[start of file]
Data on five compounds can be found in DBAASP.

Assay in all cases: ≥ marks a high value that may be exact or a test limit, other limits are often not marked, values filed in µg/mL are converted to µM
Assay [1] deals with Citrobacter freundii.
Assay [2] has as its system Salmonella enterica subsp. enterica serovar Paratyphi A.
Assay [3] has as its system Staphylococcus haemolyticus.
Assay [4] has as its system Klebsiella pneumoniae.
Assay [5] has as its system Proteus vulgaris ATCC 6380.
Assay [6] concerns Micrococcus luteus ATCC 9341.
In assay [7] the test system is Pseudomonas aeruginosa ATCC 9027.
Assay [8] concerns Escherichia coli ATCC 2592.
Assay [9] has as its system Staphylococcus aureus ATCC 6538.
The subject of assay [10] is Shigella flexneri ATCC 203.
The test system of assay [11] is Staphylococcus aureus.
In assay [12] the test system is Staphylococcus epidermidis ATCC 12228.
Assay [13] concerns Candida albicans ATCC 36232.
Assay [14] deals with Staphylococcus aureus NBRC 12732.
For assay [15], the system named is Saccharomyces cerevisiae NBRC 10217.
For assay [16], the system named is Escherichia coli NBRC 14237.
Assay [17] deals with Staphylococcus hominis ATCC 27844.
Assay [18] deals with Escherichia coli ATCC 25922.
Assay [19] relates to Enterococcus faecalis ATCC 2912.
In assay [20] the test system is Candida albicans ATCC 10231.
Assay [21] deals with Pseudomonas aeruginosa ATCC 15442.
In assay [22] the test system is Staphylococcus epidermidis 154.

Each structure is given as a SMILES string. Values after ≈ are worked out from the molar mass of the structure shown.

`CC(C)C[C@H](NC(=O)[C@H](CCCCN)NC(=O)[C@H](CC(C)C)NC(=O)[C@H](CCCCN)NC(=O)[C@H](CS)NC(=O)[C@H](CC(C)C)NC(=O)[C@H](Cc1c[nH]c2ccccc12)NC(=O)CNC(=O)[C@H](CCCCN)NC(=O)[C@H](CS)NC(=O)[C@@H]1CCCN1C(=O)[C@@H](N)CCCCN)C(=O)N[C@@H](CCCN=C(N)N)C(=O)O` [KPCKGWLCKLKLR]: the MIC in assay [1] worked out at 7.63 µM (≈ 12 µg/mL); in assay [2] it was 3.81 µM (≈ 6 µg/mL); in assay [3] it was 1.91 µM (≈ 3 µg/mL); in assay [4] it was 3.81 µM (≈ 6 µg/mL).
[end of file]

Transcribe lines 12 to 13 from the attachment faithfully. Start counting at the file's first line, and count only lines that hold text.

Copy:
The subject of assay [10] is Shigella flexneri ATCC 203.
The test system of assay [11] is Staphylococcus aureus.